Dec 07, 2023

Retirement villages: The housing ‘secret weapon’ hiding in plain sight

Daniel Gannon talks about the importance of building retirement facility considerations into State Government housing plans. [Source: Shutterstock]

Australia is ageing, and this presents challenges around housing, care and affordability.  This is more important than ever, given there are currently 2 million people over the age of 75 around the country, but by 2040, this cohort will increase to 3.4 million. 

This means there will be an additional 1.4 million people over 75 within the next two decades looking for accommodation that prioritises care and support.

We know that housing supply is challenging today and so is the pressure on residential aged care – a sector that is often confused with retirement living. But our changing demographic outlook around Australia will make things even harder. 

Importantly, through the Retirement Living Council’s (RLC) Better Housing for Better Health report, we now know that retirement villages across the country save the Commonwealth Government a billion dollars every year by delaying entry into taxpayer-funded aged care facilities.

This delay is centred around better health, better-designed homes, but also social connection.

The World Health Organisation (WHO) recently declared loneliness a “global public health concern” – they said it’s as bad as having 15 cigarettes a day. Just consider that for a moment – loneliness has now been labelled a global public health concern. While this is genuinely alarming, it’s not altogether surprising.

So, here’s the good news.

Compared to older Australians not living in a retirement community, residents are 15% more physically active, 41% happier, they’re five times more socially active, twice as likely to catch up with family or friends and have reduced levels of depression and loneliness.

In fact, residents are 20% less likely to require hospitalisation after only nine months of living in a retirement community.

But please don’t think that we are telling older people that they must leave the family home – we are simply shining a spotlight on some of the benefits of ‘rightsizing’.

What is rightsizing? 

We now know that there are 1.4 million people around the country living in dwellings that are oversized for their needs.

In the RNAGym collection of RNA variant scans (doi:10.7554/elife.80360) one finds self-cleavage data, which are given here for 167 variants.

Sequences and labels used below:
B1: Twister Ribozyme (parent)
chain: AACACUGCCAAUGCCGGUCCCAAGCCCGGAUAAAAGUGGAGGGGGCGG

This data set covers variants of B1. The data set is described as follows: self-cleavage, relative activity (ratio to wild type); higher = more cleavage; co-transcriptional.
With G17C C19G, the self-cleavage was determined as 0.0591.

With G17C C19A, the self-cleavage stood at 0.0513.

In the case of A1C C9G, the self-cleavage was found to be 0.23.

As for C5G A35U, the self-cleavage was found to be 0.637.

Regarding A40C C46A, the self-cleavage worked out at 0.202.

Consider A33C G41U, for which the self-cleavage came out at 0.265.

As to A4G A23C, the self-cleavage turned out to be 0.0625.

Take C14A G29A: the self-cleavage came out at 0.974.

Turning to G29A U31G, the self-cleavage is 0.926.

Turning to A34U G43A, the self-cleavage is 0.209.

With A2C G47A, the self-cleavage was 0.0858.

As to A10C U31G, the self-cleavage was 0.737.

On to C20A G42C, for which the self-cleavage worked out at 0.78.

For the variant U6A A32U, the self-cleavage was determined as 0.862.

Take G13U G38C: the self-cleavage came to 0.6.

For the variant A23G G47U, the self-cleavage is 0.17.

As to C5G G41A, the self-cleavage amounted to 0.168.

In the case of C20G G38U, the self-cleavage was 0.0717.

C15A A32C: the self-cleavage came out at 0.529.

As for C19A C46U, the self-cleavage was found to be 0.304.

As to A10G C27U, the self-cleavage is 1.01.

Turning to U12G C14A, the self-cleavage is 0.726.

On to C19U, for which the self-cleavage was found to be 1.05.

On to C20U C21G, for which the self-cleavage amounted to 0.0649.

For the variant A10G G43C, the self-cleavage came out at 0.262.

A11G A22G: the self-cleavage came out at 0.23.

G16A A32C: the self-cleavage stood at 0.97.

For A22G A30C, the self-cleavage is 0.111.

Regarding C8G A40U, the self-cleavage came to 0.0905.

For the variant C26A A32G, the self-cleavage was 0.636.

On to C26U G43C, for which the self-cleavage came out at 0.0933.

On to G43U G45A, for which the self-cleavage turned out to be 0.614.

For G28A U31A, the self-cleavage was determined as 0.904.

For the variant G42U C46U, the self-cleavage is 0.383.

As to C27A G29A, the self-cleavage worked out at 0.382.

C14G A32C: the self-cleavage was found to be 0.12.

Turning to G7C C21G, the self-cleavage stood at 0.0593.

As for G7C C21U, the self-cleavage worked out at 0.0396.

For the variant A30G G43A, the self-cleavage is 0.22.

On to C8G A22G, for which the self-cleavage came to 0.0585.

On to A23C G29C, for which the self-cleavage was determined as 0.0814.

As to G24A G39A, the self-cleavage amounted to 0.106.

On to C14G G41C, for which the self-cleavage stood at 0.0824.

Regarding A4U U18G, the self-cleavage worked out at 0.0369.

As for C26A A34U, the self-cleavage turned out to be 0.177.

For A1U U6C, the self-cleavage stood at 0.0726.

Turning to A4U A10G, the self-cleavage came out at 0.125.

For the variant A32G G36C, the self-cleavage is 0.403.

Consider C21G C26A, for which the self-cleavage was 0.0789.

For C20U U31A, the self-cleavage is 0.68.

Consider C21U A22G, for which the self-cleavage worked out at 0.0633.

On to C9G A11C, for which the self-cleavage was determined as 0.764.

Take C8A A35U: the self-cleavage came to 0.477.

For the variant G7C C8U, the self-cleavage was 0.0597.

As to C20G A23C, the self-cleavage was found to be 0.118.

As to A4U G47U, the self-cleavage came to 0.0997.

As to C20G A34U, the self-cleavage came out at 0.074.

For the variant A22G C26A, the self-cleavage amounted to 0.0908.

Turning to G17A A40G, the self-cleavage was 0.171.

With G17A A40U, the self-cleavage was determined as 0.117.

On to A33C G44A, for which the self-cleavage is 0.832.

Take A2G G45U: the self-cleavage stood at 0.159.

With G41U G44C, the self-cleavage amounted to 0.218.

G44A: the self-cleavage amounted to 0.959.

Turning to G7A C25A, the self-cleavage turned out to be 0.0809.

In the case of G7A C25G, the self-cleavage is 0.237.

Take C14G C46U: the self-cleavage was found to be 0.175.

Larger homes can increase health risks as people age, with most cases of falls in older people occurring at home. Features like stairs without railings, clutter or poor lighting can create hazards for older people.

This is an important transition because when an older person sells the big family home and moves into a house that is more suitable for their ageing needs, it frees up housing stock for young people, couples and growing families.

So, it’s not just helping people in their later years – it’s helping people at the beginning of their housing journeys too.

It’s now clear that we have a housing type that is driving financial efficiencies for Governments through better-designed homes that minimise trips and falls, and also driving social connection at the same time.

This means people who live in a retirement community are experiencing fewer visits to the General Practitioner (GP), shorter hospital stays and delayed entry to aged care.

Making way for more retirement communities

Politicians are right to apply a laser focus on housing supply, but they also need to better understand the benefits if we can unleash more supply.

Planning systems don’t always make things easy for home building, and it’s no different in the retirement sector.

Retirement living is a secret weapon for Governments that are struggling to bring more housing stock to a market under duress – and the benefits are now clear for consumers, Governments and society.

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  1. We have been selling homes within Arizona retirement communities for 20+ years. Everything that you state in your article is absolutely true. The people in their 60s and 70s and even the 80s that live within an active retirement community Are in better physical and mental health and people in their 40s and 50s. If they move into a retirement community in at 55 they can stay active way into their 80s. You can be as active or inactive as you want to be and you will have more friends within two weeks and you had your whole lifetime. Arizona also has some 40 and 45+ communities where one child 19 years or older can live with you. it is usually a percentage between 10 and 20% of the residents can be below the age of 55. if they exceeded the percentage for the community they lose their 55+ status. But if you’re moving into a 55+ community only one of the occupants in the home has to be 55 so you could have two girlfriends or two boyfriends all the way down to the edge of 19. Anyways, great article. You are dealing with a lot of the same issues that the US is dealing with in regards to the aging population. We have over 65 different 55+ communities in the Phoenix metro area. If you ever come to Arizona will show you around and compare the different communities.


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